Other photographers pose problems if you are delivering a feminist critique and want to, say, deconstruct the male gaze. She opens the show with three books by Robert Adams: White Churches of the Plains, From the Missouri West, To Call It Home Photographs of the American West. None of her slashing revisions of his unassertive work—into fractured trees and buildings, decapitated steeples, a patch of isolated sandbanks, an amusement park ride—convey a spirit of anger or satire or fun, or much spirit at all. It’s as if her heart weren’t fully engaged in her demolition job. Adams has to be exterminated only because of what he represents—an honored place in her artistic upbringing—and not for anything egregious he has said or done or photographed that demeaned women. Similarly, her tearing apart of books by Atget, Karl Blossfeldt, William Eggleston, Robert Frank, John Gossage, Paul Graham, Chris Killip, William Klein, Martin Parr, Michael Schmidt, Alec Soth, and many others qualify as attacks on innocents whose only crime was to be White and male. What’s more, the crime scenes she has left for us to sift for clues aren’t that revealing about the victims.
Even when her designs are ingenious, as they often are, it’s not always clear what we are meant to conclude from them. Her isolation of pictorial elements in Larry Sultan’s Katherine Avenue bring out buried patterns in the three-book collection I hadn’t noticed before: the many shades of green in he decor of his parents’ home, and the pervasive drapes and valences. Sultan’s mother is here rendered headless while his father, seated on the bed, is turned into a blank silhouette, an apt commentary on his function in the photographer’s life. Elegant though the jumbled new perspective is, its insights into suburban life in America, or the role of women and men, are no more perceptive than the ones encoded—with more bite—in Sultan’s original photographs.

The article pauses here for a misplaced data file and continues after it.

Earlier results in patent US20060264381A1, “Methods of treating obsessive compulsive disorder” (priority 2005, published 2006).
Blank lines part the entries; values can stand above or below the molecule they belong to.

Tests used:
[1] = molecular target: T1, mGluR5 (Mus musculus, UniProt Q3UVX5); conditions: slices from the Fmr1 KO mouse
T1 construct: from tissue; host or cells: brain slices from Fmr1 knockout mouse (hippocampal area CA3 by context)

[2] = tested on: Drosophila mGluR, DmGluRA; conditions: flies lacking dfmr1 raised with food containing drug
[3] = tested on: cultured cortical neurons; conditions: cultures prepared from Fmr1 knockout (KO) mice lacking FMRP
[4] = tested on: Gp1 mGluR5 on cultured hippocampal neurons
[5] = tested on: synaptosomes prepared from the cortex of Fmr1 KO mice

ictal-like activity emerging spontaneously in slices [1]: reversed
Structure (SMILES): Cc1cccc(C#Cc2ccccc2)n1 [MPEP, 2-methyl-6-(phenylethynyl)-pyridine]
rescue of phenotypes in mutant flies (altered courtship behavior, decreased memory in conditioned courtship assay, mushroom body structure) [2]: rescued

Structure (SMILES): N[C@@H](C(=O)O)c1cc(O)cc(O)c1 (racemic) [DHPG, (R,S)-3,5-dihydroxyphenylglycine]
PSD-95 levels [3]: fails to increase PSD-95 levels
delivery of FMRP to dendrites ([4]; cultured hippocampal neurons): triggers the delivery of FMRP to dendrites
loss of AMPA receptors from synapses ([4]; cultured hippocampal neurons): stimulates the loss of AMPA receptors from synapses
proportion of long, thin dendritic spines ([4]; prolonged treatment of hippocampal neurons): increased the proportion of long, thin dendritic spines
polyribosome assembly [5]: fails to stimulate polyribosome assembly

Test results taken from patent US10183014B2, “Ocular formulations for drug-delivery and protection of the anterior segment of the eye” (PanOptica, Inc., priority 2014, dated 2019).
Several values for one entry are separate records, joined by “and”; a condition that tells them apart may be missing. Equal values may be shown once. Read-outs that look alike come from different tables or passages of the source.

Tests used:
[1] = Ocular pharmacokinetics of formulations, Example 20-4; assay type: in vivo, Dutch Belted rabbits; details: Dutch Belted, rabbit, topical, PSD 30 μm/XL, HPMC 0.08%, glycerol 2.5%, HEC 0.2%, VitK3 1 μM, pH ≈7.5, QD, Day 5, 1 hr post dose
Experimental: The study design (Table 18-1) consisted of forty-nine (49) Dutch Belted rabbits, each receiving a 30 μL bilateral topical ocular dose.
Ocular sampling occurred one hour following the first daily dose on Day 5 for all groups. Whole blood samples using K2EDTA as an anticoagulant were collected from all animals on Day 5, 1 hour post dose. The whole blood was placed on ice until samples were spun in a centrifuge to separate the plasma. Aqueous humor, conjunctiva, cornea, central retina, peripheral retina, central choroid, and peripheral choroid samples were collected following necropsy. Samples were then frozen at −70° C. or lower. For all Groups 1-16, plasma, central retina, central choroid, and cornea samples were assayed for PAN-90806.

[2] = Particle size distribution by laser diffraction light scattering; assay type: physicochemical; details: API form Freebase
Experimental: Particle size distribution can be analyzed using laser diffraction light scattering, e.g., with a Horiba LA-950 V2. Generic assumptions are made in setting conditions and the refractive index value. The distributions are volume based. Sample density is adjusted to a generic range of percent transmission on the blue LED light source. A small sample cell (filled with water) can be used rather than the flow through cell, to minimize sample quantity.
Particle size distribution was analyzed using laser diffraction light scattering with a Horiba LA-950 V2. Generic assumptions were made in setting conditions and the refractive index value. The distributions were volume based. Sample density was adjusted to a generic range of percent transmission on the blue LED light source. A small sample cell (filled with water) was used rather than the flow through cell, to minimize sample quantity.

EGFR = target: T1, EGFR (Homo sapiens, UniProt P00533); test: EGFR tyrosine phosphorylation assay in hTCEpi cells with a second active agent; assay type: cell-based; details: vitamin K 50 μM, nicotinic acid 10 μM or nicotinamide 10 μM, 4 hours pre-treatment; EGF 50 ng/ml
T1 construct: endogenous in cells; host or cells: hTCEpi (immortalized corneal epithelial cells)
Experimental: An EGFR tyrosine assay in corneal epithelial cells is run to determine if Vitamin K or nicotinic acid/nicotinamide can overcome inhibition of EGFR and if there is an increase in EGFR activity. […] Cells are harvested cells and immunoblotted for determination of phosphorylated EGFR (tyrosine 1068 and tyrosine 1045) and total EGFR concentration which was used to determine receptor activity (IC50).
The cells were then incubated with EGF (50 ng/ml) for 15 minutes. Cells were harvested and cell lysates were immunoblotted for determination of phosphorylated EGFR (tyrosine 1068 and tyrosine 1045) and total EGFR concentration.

Kurland is best when distilling a book into a few telling images. Stephen Shore’s American Surfaces is little more than plates of unappetizing road food and toilets, a hilariously crude but apt summary. Alfred Stieglitz’s Georgia O’Keeffe consists of nothing but an overgrown jungle of bent wrists and hands and fingers intertwined. The black end papers of Brassaï’s Paris by Night turn out to be a perfect setting for Kurland’s reinterpretation of the city as a monster with a gaping, toothy smile and serpentine appendages, similar to the female beast in the Alien series. It was cruel of Kurland to reduce Emmet Gowin’s Aperture monograph on family life in rural Virginia to some bare female breasts and arms, a patch of curled hair, and a veined leaf. But it feels like an honest response to the book, to the nude pictures of Gowin’s wife Edith that have stayed in Kurland’s over many years and are the reason the book has been in her library.
There is an elegiac quality to these collages, as if she were saying goodbye to objects she once dearly loved and that now—due to her political-social convictions—can no longer live with. Most of us do not easily get rid of books, at least not ones that have been in our possession for years, and it appears that Kurland (b. 1969) is no different.
The emotional confusion in the work emerges most strongly in her revisions of Friedlander and Winogrand, two looming male figures from her early schooling in photography at SVA and Yale. Friedlander’s Nudes was shocking when published in 1991 because his photographs of women’s bodies were so graphically real, with far more body hair than most of us were used to comfortably looking at. Inspired by the artist Jay DeFeo’s circular forms, Kurland has made a swirling storm of these bodies, a hurricane of naked women’s breasts, arms, and legs, in the dark eye of which (hard to see) are tiny crotches of pubic hair. Ostensibly mocking Friedlander’s intrusive stare, her version is actually more sanitized and decorative, easier to accept as a work of art than his sweaty and clinical orgy of photographic scrutiny. It wouldn’t surprise me to see her x-rated baroque fantasy on the walls of the Whitney Biennial.
Her double-sided take on Women is Beautiful is even more complicated, the tweezers pieces put together like a delicate watch, with intricate negative and positive spaces, cut-out figures, patterning of dresses and blouses, and a white ghostly silhouette of a woman in the center. As much as Kurland wishes to be brutal to these men and their reportedly sexist photographs, her adherence to the craft of making things well won’t allow her to be. Her remodeled Winogrand is the masterpiece of the show.